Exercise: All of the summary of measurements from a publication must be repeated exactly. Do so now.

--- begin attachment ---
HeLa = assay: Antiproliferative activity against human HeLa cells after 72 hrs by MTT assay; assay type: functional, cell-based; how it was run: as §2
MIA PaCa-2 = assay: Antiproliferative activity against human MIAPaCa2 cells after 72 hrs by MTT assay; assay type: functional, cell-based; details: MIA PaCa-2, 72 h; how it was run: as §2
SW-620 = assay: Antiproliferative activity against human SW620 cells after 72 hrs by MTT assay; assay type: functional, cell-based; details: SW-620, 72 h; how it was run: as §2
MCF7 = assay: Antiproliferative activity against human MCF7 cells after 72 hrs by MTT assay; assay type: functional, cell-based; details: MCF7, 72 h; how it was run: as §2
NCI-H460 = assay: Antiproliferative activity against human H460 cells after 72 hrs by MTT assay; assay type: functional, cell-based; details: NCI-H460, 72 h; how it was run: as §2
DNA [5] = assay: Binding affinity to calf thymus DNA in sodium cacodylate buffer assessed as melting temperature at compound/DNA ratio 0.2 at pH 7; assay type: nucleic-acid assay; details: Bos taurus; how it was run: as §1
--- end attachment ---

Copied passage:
HeLa = assay: Antiproliferative activity against human HeLa cells after 72 hrs by MTT assay; assay type: functional, cell-based; how it was run: as §2
MIA PaCa-2 = assay: Antiproliferative activity against human MIAPaCa2 cells after 72 hrs by MTT assay; assay type: functional, cell-based; details: MIA PaCa-2, 72 h; how it was run: as §2
SW-620 = assay: Antiproliferative activity against human SW620 cells after 72 hrs by MTT assay; assay type: functional, cell-based; details: SW-620, 72 h; how it was run: as §2
MCF7 = assay: Antiproliferative activity against human MCF7 cells after 72 hrs by MTT assay; assay type: functional, cell-based; details: MCF7, 72 h; how it was run: as §2
NCI-H460 = assay: Antiproliferative activity against human H460 cells after 72 hrs by MTT assay; assay type: functional, cell-based; details: NCI-H460, 72 h; how it was run: as §2
DNA [5] = assay: Binding affinity to calf thymus DNA in sodium cacodylate buffer assessed as melting temperature at compound/DNA ratio 0.2 at pH 7; assay type: nucleic-acid assay; details: Bos taurus; how it was run: as §1